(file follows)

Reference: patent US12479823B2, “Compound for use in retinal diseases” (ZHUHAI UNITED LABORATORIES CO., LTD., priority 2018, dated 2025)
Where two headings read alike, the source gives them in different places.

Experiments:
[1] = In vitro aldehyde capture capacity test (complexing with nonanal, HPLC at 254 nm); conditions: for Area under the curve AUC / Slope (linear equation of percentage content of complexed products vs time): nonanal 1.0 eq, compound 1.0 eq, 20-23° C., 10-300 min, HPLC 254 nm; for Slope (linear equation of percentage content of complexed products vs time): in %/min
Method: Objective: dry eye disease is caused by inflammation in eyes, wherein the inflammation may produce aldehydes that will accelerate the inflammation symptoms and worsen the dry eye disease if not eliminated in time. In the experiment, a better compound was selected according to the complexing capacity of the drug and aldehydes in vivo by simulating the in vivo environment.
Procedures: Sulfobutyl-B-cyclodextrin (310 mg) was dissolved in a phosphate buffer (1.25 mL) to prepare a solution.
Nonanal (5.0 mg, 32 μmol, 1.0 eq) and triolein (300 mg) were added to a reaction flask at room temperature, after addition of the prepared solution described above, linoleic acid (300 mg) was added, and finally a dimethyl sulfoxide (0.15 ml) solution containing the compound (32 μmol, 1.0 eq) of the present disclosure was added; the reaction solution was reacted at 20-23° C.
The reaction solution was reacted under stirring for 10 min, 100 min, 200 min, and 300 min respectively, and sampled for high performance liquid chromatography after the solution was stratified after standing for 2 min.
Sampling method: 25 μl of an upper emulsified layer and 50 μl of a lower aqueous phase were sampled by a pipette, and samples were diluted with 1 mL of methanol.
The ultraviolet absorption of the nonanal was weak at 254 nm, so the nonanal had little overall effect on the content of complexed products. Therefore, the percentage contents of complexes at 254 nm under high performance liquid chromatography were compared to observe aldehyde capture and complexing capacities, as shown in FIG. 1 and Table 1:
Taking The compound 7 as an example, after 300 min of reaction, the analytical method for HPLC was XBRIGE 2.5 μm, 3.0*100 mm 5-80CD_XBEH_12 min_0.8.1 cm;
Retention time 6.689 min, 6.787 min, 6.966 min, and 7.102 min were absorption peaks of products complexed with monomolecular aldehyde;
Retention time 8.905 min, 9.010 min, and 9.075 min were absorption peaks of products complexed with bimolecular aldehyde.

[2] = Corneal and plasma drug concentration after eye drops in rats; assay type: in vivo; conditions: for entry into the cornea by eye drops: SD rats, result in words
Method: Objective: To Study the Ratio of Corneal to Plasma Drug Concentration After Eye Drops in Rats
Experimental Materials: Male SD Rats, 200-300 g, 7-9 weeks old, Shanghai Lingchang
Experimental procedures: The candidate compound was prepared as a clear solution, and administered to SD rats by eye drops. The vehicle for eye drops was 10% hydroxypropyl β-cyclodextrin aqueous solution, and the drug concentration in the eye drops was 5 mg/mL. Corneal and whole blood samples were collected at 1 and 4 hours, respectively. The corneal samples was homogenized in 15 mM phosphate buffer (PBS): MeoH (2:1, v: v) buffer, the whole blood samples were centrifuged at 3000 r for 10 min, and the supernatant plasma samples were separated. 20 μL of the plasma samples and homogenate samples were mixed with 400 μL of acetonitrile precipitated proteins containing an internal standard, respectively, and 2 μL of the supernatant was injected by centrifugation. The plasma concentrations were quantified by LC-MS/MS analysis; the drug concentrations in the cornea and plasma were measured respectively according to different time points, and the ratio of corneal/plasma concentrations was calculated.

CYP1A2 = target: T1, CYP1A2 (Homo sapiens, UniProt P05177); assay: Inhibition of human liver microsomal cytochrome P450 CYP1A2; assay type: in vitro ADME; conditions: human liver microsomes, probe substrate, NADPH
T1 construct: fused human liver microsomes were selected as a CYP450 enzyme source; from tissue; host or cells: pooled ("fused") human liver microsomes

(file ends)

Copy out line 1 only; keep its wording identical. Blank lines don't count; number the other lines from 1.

Reference: patent US12479823B2, “Compound for use in retinal diseases” (ZHUHAI UNITED LABORATORIES CO., LTD., priority 2018, dated 2025)